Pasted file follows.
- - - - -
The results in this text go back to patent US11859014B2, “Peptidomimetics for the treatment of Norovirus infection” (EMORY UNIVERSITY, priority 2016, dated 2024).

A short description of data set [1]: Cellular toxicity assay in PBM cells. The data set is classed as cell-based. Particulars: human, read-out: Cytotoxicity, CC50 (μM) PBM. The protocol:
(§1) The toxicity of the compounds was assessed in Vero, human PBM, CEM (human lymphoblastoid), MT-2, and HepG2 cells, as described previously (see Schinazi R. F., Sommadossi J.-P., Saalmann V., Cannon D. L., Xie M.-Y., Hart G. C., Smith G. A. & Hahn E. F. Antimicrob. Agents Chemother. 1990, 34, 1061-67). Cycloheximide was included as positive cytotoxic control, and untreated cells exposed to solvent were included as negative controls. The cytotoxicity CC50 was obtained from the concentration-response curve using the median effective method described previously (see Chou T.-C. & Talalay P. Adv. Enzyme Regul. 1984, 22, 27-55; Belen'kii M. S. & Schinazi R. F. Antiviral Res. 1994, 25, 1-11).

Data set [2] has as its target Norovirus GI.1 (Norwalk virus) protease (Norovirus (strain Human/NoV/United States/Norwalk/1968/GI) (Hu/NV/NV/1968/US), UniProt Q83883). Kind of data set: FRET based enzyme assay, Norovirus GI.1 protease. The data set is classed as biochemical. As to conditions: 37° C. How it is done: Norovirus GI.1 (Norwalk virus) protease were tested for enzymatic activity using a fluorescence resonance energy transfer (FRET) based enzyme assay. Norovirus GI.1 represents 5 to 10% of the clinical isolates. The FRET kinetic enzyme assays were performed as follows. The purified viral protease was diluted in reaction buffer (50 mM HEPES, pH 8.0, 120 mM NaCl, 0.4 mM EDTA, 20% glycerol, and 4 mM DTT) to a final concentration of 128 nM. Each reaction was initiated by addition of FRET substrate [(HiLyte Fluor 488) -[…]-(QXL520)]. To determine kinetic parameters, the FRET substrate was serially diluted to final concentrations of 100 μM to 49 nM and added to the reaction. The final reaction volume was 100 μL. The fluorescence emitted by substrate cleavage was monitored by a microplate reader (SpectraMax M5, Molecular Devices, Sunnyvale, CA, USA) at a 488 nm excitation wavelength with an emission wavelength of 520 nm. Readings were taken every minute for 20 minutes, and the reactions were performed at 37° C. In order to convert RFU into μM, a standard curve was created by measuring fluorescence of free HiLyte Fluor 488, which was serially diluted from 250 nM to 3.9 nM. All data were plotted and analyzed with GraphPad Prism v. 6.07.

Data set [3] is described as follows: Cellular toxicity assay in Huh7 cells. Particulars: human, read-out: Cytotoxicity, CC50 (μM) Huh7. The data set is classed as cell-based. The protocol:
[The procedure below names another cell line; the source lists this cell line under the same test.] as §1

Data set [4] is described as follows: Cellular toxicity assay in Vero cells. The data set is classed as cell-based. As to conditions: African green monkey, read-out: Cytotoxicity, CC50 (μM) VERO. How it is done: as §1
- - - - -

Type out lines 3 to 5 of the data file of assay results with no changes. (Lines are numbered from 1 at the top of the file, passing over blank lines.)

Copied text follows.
(§1) The toxicity of the compounds was assessed in Vero, human PBM, CEM (human lymphoblastoid), MT-2, and HepG2 cells, as described previously (see Schinazi R. F., Sommadossi J.-P., Saalmann V., Cannon D. L., Xie M.-Y., Hart G. C., Smith G. A. & Hahn E. F. Antimicrob. Agents Chemother. 1990, 34, 1061-67). Cycloheximide was included as positive cytotoxic control, and untreated cells exposed to solvent were included as negative controls. The cytotoxicity CC50 was obtained from the concentration-response curve using the median effective method described previously (see Chou T.-C. & Talalay P. Adv. Enzyme Regul. 1984, 22, 27-55; Belen'kii M. S. & Schinazi R. F. Antiviral Res. 1994, 25, 1-11).

Data set [2] has as its target Norovirus GI.1 (Norwalk virus) protease (Norovirus (strain Human/NoV/United States/Norwalk/1968/GI) (Hu/NV/NV/1968/US), UniProt Q83883). Kind of data set: FRET based enzyme assay, Norovirus GI.1 protease. The data set is classed as biochemical. As to conditions: 37° C. How it is done: Norovirus GI.1 (Norwalk virus) protease were tested for enzymatic activity using a fluorescence resonance energy transfer (FRET) based enzyme assay. Norovirus GI.1 represents 5 to 10% of the clinical isolates. The FRET kinetic enzyme assays were performed as follows. The purified viral protease was diluted in reaction buffer (50 mM HEPES, pH 8.0, 120 mM NaCl, 0.4 mM EDTA, 20% glycerol, and 4 mM DTT) to a final concentration of 128 nM. Each reaction was initiated by addition of FRET substrate [(HiLyte Fluor 488) -[…]-(QXL520)]. To determine kinetic parameters, the FRET substrate was serially diluted to final concentrations of 100 μM to 49 nM and added to the reaction. The final reaction volume was 100 μL. The fluorescence emitted by substrate cleavage was monitored by a microplate reader (SpectraMax M5, Molecular Devices, Sunnyvale, CA, USA) at a 488 nm excitation wavelength with an emission wavelength of 520 nm. Readings were taken every minute for 20 minutes, and the reactions were performed at 37° C. In order to convert RFU into μM, a standard curve was created by measuring fluorescence of free HiLyte Fluor 488, which was serially diluted from 250 nM to 3.9 nM. All data were plotted and analyzed with GraphPad Prism v. 6.07.

Data set [3] is described as follows: Cellular toxicity assay in Huh7 cells. Particulars: human, read-out: Cytotoxicity, CC50 (μM) Huh7. The data set is classed as cell-based. The protocol: